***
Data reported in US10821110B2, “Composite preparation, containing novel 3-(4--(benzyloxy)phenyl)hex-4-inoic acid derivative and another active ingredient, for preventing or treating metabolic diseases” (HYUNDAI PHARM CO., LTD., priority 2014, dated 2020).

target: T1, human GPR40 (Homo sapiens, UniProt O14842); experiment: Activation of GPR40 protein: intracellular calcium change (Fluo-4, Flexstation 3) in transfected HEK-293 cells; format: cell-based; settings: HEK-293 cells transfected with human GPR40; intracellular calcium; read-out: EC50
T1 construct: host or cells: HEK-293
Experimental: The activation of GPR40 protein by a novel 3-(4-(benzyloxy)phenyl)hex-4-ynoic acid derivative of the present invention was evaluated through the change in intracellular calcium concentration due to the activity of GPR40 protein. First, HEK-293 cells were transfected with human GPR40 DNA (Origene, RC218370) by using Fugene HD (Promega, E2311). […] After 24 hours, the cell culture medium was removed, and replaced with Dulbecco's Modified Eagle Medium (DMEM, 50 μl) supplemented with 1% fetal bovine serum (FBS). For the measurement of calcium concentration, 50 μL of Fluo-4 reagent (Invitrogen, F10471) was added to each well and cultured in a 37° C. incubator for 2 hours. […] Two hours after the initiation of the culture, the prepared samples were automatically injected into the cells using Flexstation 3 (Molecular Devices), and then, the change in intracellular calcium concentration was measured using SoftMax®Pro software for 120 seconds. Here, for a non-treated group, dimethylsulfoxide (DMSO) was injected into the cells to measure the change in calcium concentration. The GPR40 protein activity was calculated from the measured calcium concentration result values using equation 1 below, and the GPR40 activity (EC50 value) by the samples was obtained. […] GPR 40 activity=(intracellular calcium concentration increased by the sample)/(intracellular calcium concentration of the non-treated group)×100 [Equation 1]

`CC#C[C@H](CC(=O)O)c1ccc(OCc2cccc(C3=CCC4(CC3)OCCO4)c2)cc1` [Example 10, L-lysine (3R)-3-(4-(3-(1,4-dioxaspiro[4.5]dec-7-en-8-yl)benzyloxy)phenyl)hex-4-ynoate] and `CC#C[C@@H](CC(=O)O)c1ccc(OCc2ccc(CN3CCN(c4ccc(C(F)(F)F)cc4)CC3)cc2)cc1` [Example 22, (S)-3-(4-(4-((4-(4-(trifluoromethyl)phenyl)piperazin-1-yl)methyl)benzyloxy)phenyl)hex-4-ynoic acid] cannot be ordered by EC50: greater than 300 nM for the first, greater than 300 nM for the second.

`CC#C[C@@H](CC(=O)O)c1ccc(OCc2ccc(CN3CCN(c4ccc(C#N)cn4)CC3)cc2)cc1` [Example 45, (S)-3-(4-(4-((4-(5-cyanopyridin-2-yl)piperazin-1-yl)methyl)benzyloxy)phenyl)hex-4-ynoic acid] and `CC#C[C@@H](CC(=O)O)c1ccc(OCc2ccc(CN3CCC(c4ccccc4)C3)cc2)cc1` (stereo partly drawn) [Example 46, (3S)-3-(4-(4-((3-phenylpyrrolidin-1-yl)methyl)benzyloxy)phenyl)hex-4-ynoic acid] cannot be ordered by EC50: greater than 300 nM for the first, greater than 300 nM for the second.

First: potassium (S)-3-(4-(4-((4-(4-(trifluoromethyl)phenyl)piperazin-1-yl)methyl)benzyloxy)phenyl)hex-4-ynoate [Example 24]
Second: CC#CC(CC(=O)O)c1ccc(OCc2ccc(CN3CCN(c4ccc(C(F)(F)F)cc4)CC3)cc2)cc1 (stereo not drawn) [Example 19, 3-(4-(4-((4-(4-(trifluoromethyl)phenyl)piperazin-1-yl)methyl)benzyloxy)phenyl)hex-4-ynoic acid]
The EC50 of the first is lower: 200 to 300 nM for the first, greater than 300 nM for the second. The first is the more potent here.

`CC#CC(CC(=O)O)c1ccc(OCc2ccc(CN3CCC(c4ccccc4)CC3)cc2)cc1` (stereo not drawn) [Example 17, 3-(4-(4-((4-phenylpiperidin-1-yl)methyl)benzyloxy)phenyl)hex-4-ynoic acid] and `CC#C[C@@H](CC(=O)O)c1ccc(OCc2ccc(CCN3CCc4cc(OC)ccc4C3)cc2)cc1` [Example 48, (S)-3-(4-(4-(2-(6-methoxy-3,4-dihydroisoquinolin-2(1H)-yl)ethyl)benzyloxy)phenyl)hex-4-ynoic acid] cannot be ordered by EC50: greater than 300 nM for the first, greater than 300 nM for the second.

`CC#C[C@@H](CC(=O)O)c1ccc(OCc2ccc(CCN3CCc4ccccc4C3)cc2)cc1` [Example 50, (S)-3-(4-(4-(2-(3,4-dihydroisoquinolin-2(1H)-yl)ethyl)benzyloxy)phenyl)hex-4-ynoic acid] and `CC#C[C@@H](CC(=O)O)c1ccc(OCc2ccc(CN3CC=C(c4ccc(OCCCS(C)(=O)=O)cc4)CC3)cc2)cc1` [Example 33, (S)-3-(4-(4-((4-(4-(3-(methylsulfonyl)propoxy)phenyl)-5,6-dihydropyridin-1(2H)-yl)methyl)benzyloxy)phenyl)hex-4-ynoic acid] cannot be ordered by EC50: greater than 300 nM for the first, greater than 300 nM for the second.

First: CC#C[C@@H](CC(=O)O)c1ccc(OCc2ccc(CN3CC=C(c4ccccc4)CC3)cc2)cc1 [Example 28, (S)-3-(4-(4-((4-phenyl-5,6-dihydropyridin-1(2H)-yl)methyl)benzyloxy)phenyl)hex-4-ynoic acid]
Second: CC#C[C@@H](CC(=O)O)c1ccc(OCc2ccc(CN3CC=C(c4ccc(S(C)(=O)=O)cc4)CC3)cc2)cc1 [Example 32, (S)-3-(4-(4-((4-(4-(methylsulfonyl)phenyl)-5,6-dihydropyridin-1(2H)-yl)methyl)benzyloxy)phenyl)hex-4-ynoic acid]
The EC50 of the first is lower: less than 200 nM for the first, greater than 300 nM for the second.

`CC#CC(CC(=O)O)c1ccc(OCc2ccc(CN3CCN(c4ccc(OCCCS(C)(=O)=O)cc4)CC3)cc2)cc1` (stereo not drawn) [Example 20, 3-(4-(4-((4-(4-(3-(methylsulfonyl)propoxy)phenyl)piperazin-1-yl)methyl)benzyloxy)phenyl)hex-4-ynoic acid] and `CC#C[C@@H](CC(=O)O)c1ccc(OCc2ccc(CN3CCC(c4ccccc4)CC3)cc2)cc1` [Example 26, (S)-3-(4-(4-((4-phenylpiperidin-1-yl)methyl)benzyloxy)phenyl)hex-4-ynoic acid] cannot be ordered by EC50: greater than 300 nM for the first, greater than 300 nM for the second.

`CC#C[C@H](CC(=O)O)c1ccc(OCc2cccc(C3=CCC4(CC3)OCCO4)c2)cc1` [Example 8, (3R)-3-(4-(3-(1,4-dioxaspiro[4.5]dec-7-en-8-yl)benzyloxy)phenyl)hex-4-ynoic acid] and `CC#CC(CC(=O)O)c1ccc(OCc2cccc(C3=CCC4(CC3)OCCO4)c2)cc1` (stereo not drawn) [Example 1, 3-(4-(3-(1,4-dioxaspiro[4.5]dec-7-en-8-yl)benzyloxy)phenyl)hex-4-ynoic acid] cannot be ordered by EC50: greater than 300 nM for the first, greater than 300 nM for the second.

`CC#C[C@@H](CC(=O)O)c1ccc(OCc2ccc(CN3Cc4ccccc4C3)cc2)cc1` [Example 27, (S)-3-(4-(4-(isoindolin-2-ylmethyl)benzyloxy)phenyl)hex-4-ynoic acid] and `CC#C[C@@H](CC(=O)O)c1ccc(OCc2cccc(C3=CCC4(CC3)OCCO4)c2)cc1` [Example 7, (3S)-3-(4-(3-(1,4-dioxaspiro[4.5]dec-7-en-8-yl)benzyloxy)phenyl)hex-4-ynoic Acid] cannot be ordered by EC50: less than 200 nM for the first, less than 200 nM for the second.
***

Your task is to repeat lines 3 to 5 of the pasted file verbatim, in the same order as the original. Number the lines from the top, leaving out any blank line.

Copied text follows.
T1 construct: host or cells: HEK-293
Experimental: The activation of GPR40 protein by a novel 3-(4-(benzyloxy)phenyl)hex-4-ynoic acid derivative of the present invention was evaluated through the change in intracellular calcium concentration due to the activity of GPR40 protein. First, HEK-293 cells were transfected with human GPR40 DNA (Origene, RC218370) by using Fugene HD (Promega, E2311). […] After 24 hours, the cell culture medium was removed, and replaced with Dulbecco's Modified Eagle Medium (DMEM, 50 μl) supplemented with 1% fetal bovine serum (FBS). For the measurement of calcium concentration, 50 μL of Fluo-4 reagent (Invitrogen, F10471) was added to each well and cultured in a 37° C. incubator for 2 hours. […] Two hours after the initiation of the culture, the prepared samples were automatically injected into the cells using Flexstation 3 (Molecular Devices), and then, the change in intracellular calcium concentration was measured using SoftMax®Pro software for 120 seconds. Here, for a non-treated group, dimethylsulfoxide (DMSO) was injected into the cells to measure the change in calcium concentration. The GPR40 protein activity was calculated from the measured calcium concentration result values using equation 1 below, and the GPR40 activity (EC50 value) by the samples was obtained. […] GPR 40 activity=(intracellular calcium concentration increased by the sample)/(intracellular calcium concentration of the non-treated group)×100 [Equation 1]

`CC#C[C@H](CC(=O)O)c1ccc(OCc2cccc(C3=CCC4(CC3)OCCO4)c2)cc1` [Example 10, L-lysine (3R)-3-(4-(3-(1,4-dioxaspiro[4.5]dec-7-en-8-yl)benzyloxy)phenyl)hex-4-ynoate] and `CC#C[C@@H](CC(=O)O)c1ccc(OCc2ccc(CN3CCN(c4ccc(C(F)(F)F)cc4)CC3)cc2)cc1` [Example 22, (S)-3-(4-(4-((4-(4-(trifluoromethyl)phenyl)piperazin-1-yl)methyl)benzyloxy)phenyl)hex-4-ynoic acid] cannot be ordered by EC50: greater than 300 nM for the first, greater than 300 nM for the second.